“Hi.” The person says.

“Who’s this?” I ask, not finding any clues to who they are. I just want to take a damn nap.

“You don’t remember me. That’s totally okay. I’m Ellie Anderson, your personal mentor.” I can feel the presence of her smile, so I smile too.

“What do you want?” I try and ask in the nicest way possible.

“Can I come in?”

“I’m kind of attempting to take a nap – “

“I can leave – “

“Just make this quick”

            I reach out and grab her shoulder, which seems to be a lot lower than me. I hear her gasp as I shut the door behind her. She must think our house is gold. Well, it is.

“Your house is absolutely beautiful Joey.” She compliments, using my nickname.

            Only my closest buddies and friends call me Joey. My family calls me Joseph, except Jenny. She calls me lots of other things.

“Thanks, would you like something to drink?” I ask, trying to be a gentleman. Honestly, I just want her out of my house, so I can enjoy myself.

“That’s okay, I brought a water bottle.” She half chuckles and shakes a bottle full of liquid; her water bottle.

“Cool,” I say, not really doing anything else, but plopping back into napping position.

“So, how are you holding up?” She asks me.

“I’m the same as always, okay.”

            Her body sits on the ottoman next to me. I can hear her sit because it’s a leather couch and her voice suddenly grew louder.

“Yesterday was pretty interesting if you ask me.” She chuckles.

“Yeah, and everyone in school thinks I’m a crazy psycho.”

“That’s not true.” She says with a slight groan. Almost sounded flirtatious.

“Oh, really? Even my best friends think I’m crazy.”

“I think you’re awesome.”

            My heart started to flutter when she said that. No one has ever said something so kind to me. I sit up and face her pale face. I can’t make out every feature, but I sure can tell where it’s at. Our knees bumped into each other and we say, “Sorry.” At the same time.

“So, what are your interests?” I ask her, using my professional voice.

“My interests?”

“Like what sports do you play, etcetera.”

“Oh,” She pauses to think, “I play lacrosse, and I work as an NIT at the children’s hospital.”

            An NIT? Is this girl already a nurse in training? Explains why she has good grades and what-not. Ellie sounds like the perfect girl to me. I don’t want to jump to assumptions or anything, but I actually like her so far.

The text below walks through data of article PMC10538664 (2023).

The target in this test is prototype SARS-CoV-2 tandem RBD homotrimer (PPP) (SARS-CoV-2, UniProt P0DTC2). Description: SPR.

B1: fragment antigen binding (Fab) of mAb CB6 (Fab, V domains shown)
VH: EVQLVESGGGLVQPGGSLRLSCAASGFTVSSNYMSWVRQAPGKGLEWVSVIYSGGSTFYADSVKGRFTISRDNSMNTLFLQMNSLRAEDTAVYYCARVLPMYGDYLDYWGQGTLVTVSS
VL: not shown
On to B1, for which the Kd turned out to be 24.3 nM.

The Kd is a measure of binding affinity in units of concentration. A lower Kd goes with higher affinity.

“Do you drink alcohol?” I question, wanting an answer quickly because I am craving some right now.

“Ooh,” She pauses again with a chuckle and soon, her voice turns to a whisper, “Don’t tell anyone, but I drink a vodka shot every night.”

“Wow, you’re a rebel, aren’t you?”

“What can I say?”

“Well, if you want, we can get lit right now.” I offer, standing up with my cane, preparing to go grab some drinks.

“Yea – wait...” She stands too, I can feel her breath on my chin, “That would be unprofessional.”

            I look around the room for anyone that might snitch on us, then it hits me. One, I can’t see, and two, who’s gonna tell on the girl who’s helping me get my life together?

“I don’t see any snitches.” I laugh.

“Duh, you can’t even see.”

“Think again,” I say, walking with no hesitation towards the kitchen.

            Minutes later, I come back with a vodka bottle and a tray of shot glasses. A smile creeps upon my face and soon turns into a broad grin.

“You thinking what I’m thinking?” I ask, cocking an eyebrow.

“Not in the living room...”

            I laugh and hand her a bottle of vodka and grab her other hand. I lead her upstairs to my bedroom that looks like a plain fancy grey room last time I checked. She giggles and plops herself on the bed. I can hear her pour the shots into the cups and we drink.

            We keep drinking for what seems like hours. Then we started talking about teen stuff like kissing, drugs, parties, and oh yea- sex.

“You’re a virgin?” I ask her, feeling a bit tipsy. I don’t get drunk easily, but clearly, she does.

“Of COURSE not.” Ellie snorts, slapping my arm.


“Why, you want to have sex?”

            Did Ellie just ask if I wanted to have sex? Is this a trick question? I’ve had sex a million times before with college girls and two years younger. I laugh and find her thigh. My hand starts to stroke it.

“Do you?”

            I hear no answer, all I feel is a tackle to the bed, and lips on mine. Okay, so this will be the three-billionth girl I’ve smashed. Her lips part from mine and she runs to the door and I hear a click. She locked it.

            And obviously, god knows what happens next.